Dwindling Vaccine Sales Makes Big Pharma Switch Gears

Big Pharma’s vaccine glory days may be over.

Griffin Kelly
Image Credit: iStock, Inside Creative House
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The masks are down, the gloves are off, and Wall Street analysts have come out swinging — Covid-19 vaccine revenue projections are plummeting across the board as pandemic concerns fade into the background.

On Sunday, the Financial Times reported health data analytics group Airfinity is projecting covid vaccine deliveries to drop by nearly half in 2023 — though they’re just the latest voice forecasting gloomy days for vaccine heavyweights like Pfizer, BioNTech, and Moderna. Still, Big Pharma may have enough counterpunches to keep investors in the ring.

Beyond COVID

At their zenith in the summer of 2021, roughly 43 million COVID-19 vaccines were administered weekly across the globe. For Pfizer, Moderna, and J&J, that meant roughly $164 million a day in vaccine-related revenue. Today, with 70% of the world’s population already jabbed, weekly distribution has plummeted to just 3 million.

As consumer demand wanes, the vaccine giants are also losing their anchor customer. While the Federal Government will continue footing the nationwide bill for the updated Omicron BA.5-specific vaccine, this fall it will shift Covid-19 related costs back to private markets. White House Covid-19 Response coordinator Dr. Ashish Jha said recently he hopes “that in 2023, you’re going to see the commercialization of almost all of these products.”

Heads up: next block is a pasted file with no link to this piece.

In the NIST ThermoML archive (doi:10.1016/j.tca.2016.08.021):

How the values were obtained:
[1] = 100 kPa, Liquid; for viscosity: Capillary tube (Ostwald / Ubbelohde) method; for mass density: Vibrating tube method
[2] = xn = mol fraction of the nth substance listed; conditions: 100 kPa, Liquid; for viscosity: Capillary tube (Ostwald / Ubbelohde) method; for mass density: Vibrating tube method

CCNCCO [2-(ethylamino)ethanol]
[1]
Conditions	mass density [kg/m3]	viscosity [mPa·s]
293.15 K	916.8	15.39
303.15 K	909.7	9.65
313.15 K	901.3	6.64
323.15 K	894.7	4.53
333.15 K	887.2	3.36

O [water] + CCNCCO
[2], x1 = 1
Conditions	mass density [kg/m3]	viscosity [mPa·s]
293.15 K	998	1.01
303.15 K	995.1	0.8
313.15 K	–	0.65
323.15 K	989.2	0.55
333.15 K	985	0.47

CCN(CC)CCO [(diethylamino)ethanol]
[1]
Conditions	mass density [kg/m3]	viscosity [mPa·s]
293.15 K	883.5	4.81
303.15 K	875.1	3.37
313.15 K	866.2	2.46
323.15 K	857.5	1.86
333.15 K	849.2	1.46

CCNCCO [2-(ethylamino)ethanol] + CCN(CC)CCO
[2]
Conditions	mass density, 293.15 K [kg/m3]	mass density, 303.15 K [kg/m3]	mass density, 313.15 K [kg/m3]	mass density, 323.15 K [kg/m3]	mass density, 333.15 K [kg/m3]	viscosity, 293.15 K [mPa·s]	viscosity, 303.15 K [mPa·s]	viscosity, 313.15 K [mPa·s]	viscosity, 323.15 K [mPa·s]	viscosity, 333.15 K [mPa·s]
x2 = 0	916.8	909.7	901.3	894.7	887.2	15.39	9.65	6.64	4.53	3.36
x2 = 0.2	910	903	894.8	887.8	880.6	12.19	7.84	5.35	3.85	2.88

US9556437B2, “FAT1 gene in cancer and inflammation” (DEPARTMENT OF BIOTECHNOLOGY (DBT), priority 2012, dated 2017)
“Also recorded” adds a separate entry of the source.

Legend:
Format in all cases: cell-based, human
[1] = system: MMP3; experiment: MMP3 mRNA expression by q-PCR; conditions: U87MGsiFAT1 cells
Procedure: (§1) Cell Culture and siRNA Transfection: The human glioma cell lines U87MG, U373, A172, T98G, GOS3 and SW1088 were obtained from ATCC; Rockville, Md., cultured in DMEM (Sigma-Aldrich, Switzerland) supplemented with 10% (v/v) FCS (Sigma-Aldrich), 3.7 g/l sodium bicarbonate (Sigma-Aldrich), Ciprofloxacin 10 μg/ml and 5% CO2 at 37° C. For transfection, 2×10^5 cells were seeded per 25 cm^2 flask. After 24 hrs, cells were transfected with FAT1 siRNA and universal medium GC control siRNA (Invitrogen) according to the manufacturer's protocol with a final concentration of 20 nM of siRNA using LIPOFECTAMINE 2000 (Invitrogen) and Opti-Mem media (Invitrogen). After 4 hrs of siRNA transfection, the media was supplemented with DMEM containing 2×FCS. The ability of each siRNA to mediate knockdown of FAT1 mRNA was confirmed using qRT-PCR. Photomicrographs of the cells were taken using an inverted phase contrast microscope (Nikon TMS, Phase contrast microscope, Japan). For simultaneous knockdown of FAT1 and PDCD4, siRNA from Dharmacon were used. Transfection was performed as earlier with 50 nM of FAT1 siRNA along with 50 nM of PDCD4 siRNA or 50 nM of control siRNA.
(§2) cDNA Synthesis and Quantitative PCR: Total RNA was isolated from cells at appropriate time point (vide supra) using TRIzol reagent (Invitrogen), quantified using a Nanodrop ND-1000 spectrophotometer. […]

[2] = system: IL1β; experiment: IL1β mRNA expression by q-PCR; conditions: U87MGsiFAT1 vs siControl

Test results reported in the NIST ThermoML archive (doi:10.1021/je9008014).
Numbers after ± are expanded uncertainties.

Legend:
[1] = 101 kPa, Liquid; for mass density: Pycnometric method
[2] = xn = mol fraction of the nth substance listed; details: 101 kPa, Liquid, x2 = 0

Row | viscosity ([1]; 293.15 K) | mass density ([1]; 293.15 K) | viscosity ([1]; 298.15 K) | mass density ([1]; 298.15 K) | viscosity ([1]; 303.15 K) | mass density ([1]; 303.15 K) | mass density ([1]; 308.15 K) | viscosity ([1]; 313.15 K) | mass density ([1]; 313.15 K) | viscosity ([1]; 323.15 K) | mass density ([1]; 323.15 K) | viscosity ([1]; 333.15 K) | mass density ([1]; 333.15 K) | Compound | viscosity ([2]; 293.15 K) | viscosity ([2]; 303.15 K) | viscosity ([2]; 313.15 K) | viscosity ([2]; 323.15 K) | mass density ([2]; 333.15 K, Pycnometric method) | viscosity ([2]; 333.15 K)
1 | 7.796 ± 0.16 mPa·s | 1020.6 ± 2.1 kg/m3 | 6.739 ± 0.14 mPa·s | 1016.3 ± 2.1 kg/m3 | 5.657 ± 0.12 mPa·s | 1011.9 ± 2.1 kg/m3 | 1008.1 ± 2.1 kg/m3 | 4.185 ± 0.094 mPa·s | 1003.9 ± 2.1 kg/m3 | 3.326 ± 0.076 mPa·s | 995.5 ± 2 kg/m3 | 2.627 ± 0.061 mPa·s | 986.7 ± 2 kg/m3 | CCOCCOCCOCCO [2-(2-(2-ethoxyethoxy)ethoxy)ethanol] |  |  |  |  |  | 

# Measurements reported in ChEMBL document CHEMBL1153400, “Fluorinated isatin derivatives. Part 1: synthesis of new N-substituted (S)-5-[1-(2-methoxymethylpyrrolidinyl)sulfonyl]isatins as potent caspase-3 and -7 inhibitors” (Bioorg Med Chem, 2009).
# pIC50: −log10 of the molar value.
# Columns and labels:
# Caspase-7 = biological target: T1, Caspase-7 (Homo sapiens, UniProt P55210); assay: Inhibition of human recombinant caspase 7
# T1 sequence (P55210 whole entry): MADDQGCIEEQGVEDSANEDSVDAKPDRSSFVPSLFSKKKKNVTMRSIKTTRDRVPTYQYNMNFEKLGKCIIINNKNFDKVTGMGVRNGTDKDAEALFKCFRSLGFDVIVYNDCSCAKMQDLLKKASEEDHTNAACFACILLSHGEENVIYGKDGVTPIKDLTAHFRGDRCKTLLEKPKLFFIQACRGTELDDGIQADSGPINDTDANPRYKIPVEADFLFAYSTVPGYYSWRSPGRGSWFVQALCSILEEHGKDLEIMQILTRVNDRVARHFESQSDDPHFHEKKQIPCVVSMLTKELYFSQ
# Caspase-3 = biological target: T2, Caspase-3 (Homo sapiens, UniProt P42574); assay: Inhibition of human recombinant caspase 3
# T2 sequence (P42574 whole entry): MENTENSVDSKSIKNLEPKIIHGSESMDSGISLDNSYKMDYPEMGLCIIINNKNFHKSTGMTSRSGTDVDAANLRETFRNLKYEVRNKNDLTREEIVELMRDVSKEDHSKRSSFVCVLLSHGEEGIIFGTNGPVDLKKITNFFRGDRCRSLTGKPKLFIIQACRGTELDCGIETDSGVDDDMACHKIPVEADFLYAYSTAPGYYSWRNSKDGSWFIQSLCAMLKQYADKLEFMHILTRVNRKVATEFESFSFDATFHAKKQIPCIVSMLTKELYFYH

None of that means the vaccine leaders will fade quietly into the night:

  • In the private market, manufacturers will increase prices dramatically to offset lower volumes. Airfinity expects the cost of a vaccine dose to rise to $37, double 2021’s average. Moderna has hinted it could charge a whopping $100 per shot in the US. While vaccine volumes are expected to fall by 50%, overall revenue will drop just a fifth to $47 billion next year thanks to rising prices.
  • BioNTech is looking to use its war chest to continue bringing new products to market. In a BBC interview, professors Ugur Sahin and Ozlem Tureci – the German couple behind Pfizer’s vaccine – said its development has provided breakthrough research for a cancer vaccine that could be a reality “before 2030.”

Late to the party: While many pharmaceutical companies look forward to bigger and better developments, others are just arriving to the COVID frontier. Novavax released its vaccine in July and Sanofi/GSK aims to get their jab approved by the end of this year, but the two companies will likely struggle to gain market share as governments lift restrictions and pandemic paranoia wanes. There’s no vaccine for unlucky timing.

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